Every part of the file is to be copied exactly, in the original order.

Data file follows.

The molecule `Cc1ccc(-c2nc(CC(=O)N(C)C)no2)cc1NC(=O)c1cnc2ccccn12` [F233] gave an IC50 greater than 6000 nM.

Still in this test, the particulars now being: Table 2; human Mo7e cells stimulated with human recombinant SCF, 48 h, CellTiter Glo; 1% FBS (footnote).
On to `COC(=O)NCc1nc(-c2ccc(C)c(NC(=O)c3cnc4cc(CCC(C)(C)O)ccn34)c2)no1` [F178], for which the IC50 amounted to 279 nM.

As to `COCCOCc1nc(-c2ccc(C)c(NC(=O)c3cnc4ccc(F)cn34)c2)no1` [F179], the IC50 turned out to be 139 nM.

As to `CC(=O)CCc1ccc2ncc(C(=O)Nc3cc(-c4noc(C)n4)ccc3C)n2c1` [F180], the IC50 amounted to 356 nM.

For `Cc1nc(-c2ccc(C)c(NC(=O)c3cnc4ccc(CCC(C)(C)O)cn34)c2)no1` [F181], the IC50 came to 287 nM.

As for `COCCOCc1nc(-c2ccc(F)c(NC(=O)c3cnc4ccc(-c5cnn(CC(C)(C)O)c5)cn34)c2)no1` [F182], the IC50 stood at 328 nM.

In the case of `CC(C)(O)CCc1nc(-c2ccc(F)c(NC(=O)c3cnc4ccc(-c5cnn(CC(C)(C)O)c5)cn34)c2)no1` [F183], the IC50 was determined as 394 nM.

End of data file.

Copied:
The molecule `Cc1ccc(-c2nc(CC(=O)N(C)C)no2)cc1NC(=O)c1cnc2ccccn12` [F233] gave an IC50 greater than 6000 nM.

Still in this test, the particulars now being: Table 2; human Mo7e cells stimulated with human recombinant SCF, 48 h, CellTiter Glo; 1% FBS (footnote).
On to `COC(=O)NCc1nc(-c2ccc(C)c(NC(=O)c3cnc4cc(CCC(C)(C)O)ccn34)c2)no1` [F178], for which the IC50 amounted to 279 nM.

As to `COCCOCc1nc(-c2ccc(C)c(NC(=O)c3cnc4ccc(F)cn34)c2)no1` [F179], the IC50 turned out to be 139 nM.

As to `CC(=O)CCc1ccc2ncc(C(=O)Nc3cc(-c4noc(C)n4)ccc3C)n2c1` [F180], the IC50 amounted to 356 nM.

For `Cc1nc(-c2ccc(C)c(NC(=O)c3cnc4ccc(CCC(C)(C)O)cn34)c2)no1` [F181], the IC50 came to 287 nM.

As for `COCCOCc1nc(-c2ccc(F)c(NC(=O)c3cnc4ccc(-c5cnn(CC(C)(C)O)c5)cn34)c2)no1` [F182], the IC50 stood at 328 nM.

In the case of `CC(C)(O)CCc1nc(-c2ccc(F)c(NC(=O)c3cnc4ccc(-c5cnn(CC(C)(C)O)c5)cn34)c2)no1` [F183], the IC50 was determined as 394 nM.